CS: How is Brexit affecting the firm? How is it affecting your clients' business?
JW: ‘Not much’ is probably the answer, to be honest! Brexit has affected the financial markets and attractiveness of UK assets because people don’t know what the pound and the British economy will do. I’m an antitrust guy and I was worried that after the referendum people wouldn’t want to use London based advisers for competition work as a lot of that faces Brussels. Those worries haven’t come to fruition. A lot of the EU law expertise is here and is likely to stay for the same reasons that many professional services cluster together in the City of London. The prospect of Brexit has affected the economy as a whole, but so far there have been fewer negative effects on our practice than we anticipated.
CS: How much of the work you do is London-based, and how much comes from the US or elsewhere?
JW: The vast majority of the work is international. As a trainee you wouldn’t very often work on UK-only cases or matters involving only UK companies, but that doesn’t mean everything’s been fed in through New York. This isn’t a satellite office and you’re not simply here to service the American HQ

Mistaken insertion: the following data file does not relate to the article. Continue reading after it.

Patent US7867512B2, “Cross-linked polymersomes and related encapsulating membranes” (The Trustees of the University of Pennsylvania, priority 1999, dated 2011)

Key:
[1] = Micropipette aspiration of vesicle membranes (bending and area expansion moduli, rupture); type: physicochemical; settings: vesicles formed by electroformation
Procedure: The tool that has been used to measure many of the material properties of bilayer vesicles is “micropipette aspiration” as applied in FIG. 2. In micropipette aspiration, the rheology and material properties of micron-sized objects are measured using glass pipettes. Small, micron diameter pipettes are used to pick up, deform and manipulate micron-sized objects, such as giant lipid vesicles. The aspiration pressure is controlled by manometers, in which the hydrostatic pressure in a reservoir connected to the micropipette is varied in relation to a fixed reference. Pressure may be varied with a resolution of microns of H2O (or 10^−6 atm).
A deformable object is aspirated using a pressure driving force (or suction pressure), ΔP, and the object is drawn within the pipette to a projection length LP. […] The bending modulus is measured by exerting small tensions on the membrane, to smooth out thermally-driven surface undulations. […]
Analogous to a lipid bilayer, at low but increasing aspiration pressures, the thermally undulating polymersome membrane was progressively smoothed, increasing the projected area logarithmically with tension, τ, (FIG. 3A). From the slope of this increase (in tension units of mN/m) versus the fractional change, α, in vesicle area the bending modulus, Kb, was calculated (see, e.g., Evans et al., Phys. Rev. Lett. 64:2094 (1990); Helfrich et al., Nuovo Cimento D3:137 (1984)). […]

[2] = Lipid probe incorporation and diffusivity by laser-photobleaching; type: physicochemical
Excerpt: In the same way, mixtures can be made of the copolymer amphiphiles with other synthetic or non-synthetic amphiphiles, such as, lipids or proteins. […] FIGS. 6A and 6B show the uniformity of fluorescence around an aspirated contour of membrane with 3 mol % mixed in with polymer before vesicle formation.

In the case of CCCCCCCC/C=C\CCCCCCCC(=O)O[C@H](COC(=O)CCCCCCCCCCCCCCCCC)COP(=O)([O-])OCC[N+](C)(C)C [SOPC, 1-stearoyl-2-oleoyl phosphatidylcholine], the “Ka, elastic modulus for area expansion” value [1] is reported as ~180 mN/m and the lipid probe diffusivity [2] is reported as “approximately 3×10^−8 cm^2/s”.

CS: What differentiates Shearman from other US firms with presences in London?
JW: Yes, there are many differences between US firms that you need to consider.
Does the firm have an elite practice? Shearman & Sterling is an original Wall Street firm and has always been an elite corporate finance and M&A practice. Historically our business was built on advising investment banks and large corporates coming to New York to raise financings or litigate disputes.